Is this the same Michael Ashley that has made “Double Cross,” or acrostic puzzle, in Games Magazine for years? I think I vaguely remember solving a puzzle or two of his in the NYT (xwordinfo.com says he has had 11!), so this must be the same person. I don’t believe I have ever met him, but he has provided me literally dozens of hours of solving fun, including this puzzle! A nice 72-worder with plenty of fun entries, including three interlocking 15s, which I will be sure to mention. Very well done. After I write this, I will print his acrostic from the 2018 Games World of Puzzles. (I print from the zinio.com website, where I subscribe to Games now! Just a tip …) A solid 4.5 stars from me today.

Some notables:

    • 17A [Pop music feature] TOP TEN LIST – Also, these days, a clickbait website feature.
    • 38A [Second film with Craig as James Bond] QUANTUM OF SOLACE – This was actually quite easy, if you are a James Bond fan, and who isn’t?
    • 45A [“Avatar” actress Saldana] ZOE – I think it was a LearnedLeague question that explained how she has been in 2 of the top 4 grossing movies EVER (Avatar and Avengers:Infinity War).
    • 65A [Film with cues] THE HUSTLER – EVERY movie has cues … oh wait, THOSE cues!
    • 3D [Hot] IN POPULAR DEMAND – Extremely vague clue. Excellent.
    • 5D [Midge __, co-organizer of the Live Aid benefit concert] URE – I remember these, but I only remember Bob Geldof. She could, and perhaps should, be crossword famous with a name like this!
    • 8D [“__ Comin'”: Laura Nyro song] ELI’S – I don’t have any idea of who this is or what this song is about. You tell me:

  • 12D [Brass] UNMITIGATED GALL – Fabulous! Do you get images in your head of people that irk you after solving this entry?
  • 45D [1997 Grammy Lifetime Achievement awardee] ZAPPA – Frank Zappa died before this award was bestowed, and his music was slightly before my time. I am more familiar with his kids with the eclectic names Dweezil and Moon Unit.

I have a 5k to run this morning! My first 5k in quite a while; so my time will likely be horrific. Have a great weekend!

Andrew Bell Lewis’s Newsday crossword, “Saturday Stumper” – Derek’s write-up

Matthew Sewell and Brad Wilber, the two behind this pseudonym, have cooked up a doozy of a Stumper for this weekend. I think I have caught most of the Twitch solving streams, an I believe there is another one on deck for this weekend, perhaps on Sunday night. Watch your Twitter feed, if you have one and follow the correct people! I found this one extremely difficult to obtain a toehold in, but once you get a little progress, it wasn’t terribly awful. I would classify this one as hard, but not frustrating. This is one of those Stumpers that when they DO solve with Downs Only, they will probably still finish faster than I did with all of the clues! 4.4 stars today.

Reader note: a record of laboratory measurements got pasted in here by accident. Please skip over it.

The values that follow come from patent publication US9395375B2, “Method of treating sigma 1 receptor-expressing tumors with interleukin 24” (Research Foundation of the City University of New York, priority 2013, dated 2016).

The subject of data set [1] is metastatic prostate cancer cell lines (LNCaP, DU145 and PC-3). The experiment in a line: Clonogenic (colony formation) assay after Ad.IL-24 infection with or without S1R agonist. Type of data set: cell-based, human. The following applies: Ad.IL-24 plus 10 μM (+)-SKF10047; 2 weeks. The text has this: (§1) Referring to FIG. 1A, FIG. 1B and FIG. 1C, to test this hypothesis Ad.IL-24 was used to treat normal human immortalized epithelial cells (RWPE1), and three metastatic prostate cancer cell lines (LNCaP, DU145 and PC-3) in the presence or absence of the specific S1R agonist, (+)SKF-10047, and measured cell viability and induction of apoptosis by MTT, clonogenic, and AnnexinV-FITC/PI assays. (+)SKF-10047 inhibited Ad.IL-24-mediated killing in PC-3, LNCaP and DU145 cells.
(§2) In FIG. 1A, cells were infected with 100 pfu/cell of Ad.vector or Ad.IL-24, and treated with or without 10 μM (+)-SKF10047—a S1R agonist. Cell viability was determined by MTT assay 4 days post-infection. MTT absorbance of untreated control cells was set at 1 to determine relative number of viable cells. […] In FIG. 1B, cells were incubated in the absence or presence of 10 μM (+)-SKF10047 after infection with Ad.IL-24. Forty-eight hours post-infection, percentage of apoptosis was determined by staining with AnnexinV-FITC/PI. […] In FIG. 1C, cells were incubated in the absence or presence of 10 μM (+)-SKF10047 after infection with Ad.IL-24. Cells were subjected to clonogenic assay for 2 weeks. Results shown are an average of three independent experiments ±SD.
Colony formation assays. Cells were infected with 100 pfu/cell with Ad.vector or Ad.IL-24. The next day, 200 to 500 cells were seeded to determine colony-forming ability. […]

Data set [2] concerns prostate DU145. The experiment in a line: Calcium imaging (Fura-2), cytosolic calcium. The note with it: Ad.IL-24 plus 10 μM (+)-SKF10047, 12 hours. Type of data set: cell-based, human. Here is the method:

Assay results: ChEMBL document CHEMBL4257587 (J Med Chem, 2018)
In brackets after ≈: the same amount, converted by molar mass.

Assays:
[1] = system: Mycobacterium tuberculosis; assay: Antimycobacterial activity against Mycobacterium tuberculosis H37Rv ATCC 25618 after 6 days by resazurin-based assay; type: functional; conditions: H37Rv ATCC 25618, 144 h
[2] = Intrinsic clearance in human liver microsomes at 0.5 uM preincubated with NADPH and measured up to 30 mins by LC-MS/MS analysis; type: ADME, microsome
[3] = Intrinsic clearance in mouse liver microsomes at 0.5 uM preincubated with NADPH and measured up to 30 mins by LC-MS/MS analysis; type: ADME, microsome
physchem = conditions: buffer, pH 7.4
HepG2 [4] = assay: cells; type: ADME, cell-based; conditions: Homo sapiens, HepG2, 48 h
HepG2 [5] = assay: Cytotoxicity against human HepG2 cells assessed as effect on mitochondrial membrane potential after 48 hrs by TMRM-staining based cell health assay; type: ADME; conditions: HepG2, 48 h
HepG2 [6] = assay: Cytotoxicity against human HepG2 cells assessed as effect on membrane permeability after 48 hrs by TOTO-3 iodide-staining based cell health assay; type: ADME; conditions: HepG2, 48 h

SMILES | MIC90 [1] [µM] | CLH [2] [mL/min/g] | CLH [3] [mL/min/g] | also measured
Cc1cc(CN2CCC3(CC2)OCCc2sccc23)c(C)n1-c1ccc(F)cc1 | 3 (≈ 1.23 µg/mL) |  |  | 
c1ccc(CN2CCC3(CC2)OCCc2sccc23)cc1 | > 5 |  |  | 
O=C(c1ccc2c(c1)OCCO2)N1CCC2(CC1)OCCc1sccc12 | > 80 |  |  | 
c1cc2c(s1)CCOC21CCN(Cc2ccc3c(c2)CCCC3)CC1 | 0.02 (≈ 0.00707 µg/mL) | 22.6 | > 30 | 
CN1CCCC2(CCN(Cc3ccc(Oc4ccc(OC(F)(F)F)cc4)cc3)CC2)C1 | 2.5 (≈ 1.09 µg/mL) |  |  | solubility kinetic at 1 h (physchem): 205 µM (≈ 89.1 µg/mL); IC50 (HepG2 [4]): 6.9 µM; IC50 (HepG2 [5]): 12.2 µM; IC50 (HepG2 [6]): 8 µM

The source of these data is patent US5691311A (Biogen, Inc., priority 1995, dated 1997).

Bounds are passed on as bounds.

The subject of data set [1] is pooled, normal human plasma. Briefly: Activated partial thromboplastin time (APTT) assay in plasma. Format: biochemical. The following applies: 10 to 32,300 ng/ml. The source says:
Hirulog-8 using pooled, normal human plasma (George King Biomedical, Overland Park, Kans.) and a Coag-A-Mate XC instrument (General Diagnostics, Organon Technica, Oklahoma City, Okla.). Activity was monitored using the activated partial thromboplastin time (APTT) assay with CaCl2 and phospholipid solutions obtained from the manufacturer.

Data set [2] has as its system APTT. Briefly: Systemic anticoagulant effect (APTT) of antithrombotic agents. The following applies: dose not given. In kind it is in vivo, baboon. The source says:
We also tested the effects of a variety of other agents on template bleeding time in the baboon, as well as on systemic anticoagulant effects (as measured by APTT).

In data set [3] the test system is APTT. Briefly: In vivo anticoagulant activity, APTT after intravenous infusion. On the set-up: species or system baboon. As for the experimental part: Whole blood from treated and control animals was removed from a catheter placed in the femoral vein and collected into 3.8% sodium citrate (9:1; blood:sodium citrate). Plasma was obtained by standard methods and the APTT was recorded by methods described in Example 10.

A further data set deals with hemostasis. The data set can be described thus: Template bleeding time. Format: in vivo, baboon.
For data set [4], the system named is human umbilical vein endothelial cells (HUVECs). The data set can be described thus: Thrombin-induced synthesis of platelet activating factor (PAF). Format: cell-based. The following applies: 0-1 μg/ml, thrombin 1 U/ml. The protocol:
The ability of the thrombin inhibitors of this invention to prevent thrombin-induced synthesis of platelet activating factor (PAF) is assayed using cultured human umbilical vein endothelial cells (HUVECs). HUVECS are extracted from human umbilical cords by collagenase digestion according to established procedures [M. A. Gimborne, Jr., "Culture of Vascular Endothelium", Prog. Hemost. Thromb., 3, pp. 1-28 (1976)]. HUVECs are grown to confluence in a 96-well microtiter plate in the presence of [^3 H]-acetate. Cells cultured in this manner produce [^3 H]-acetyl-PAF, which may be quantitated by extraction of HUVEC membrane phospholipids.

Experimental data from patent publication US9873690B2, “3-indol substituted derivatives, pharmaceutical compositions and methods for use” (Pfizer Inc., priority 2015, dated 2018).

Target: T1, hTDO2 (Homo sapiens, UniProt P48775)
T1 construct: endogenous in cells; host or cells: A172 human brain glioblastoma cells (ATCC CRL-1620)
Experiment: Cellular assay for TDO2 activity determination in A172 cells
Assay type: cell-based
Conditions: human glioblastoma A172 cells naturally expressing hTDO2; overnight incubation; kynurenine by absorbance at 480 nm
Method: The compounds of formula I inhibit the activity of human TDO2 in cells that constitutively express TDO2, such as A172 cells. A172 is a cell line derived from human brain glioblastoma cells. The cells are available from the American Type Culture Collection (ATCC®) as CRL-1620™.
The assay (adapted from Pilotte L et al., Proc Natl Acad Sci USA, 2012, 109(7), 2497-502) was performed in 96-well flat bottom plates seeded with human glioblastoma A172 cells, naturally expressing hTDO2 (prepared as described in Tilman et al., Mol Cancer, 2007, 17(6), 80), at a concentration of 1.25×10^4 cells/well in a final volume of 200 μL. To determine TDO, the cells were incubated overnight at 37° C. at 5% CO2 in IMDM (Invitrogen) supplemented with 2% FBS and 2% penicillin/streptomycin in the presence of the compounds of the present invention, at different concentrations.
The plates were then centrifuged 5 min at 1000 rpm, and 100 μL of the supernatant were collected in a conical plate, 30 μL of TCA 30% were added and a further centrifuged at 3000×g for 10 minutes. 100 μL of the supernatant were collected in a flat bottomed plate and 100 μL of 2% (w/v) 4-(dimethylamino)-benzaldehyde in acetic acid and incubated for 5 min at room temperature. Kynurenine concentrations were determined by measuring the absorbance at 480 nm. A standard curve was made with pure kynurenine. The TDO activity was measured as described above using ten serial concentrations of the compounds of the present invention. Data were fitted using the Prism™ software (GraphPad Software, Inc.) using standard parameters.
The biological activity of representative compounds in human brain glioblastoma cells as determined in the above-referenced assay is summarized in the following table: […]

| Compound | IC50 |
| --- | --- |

Highlights:

    • 8A [Where St. Paul wrote an Epistle] GALATIA – I think it would be more correct to say that “to whom” Paul wrote. Unless he wrote another book of the Bible in Galatia.
    • 19A [Master of the familiar] CAPTAIN OBVIOUS – Great entry! This character from the hotels.com commercials is really funny. We used to call my oldest son MOTO, which stands for Master Of The Obvious. There are stories!

  • 32A [Shelter posting] BUS ROUTE – Have I mentioned that I don’t ride buses? Like ever?
  • 37A [Book with reminiscences of Heinlein and Clarke] I, ASIMOV – I see what he did there! This is Isaac Asimov’s autobiography, and a play on words of likely his most famous work, I, Robot. Very clever, albeit slightly obscure. Unless you’re a sci-fi nut!
  • 63A [Bobolink cousins] ORIOLES – When I see a clue like this, you know it’s going to be a common bird type. I am learning!
  • 1D [The March equinox occurs in it] PISCES – I figured, when beginning the puzzle, that is was a zodiac sign, but which one? GEMINI? CANCER? I don’t know these well enough to know which one is when. I know a few, but not many. I don’t read horoscopes.
  • 12D [Keats’ “cyder-press” ode] TO AUTUMN – The full poem is here. I am not a poetry maven, so this was hard. It does mention a “cyder-press,” though.
  • 28D [ __ axel (figure skating coup)] QUAD – I don’t know how these skaters do this.
  • 44D [Evert employer since 2011] ESPN – She is on there all the time, although they talk too much on ESPN sometimes instead of showing actual tennis.
  • 58D [The answer is blowin’ in the wind] VANE – Dylan! This might be the best clue in the puzzle!

There is a new Panda Magazine issue coming out today, so there goes MY weekend. Enjoy yours as well!

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29 Responses to Saturday, September 15, 2018

  1. Martin says:

    Ragouts can even be vegetarian.

  2. cc says:

    Re: WSJ 93D:

    As in delivering something.

    Ex.:

    He personally leaves the papers with her.

    He hands the papers to her.

    • Jim Peredo says: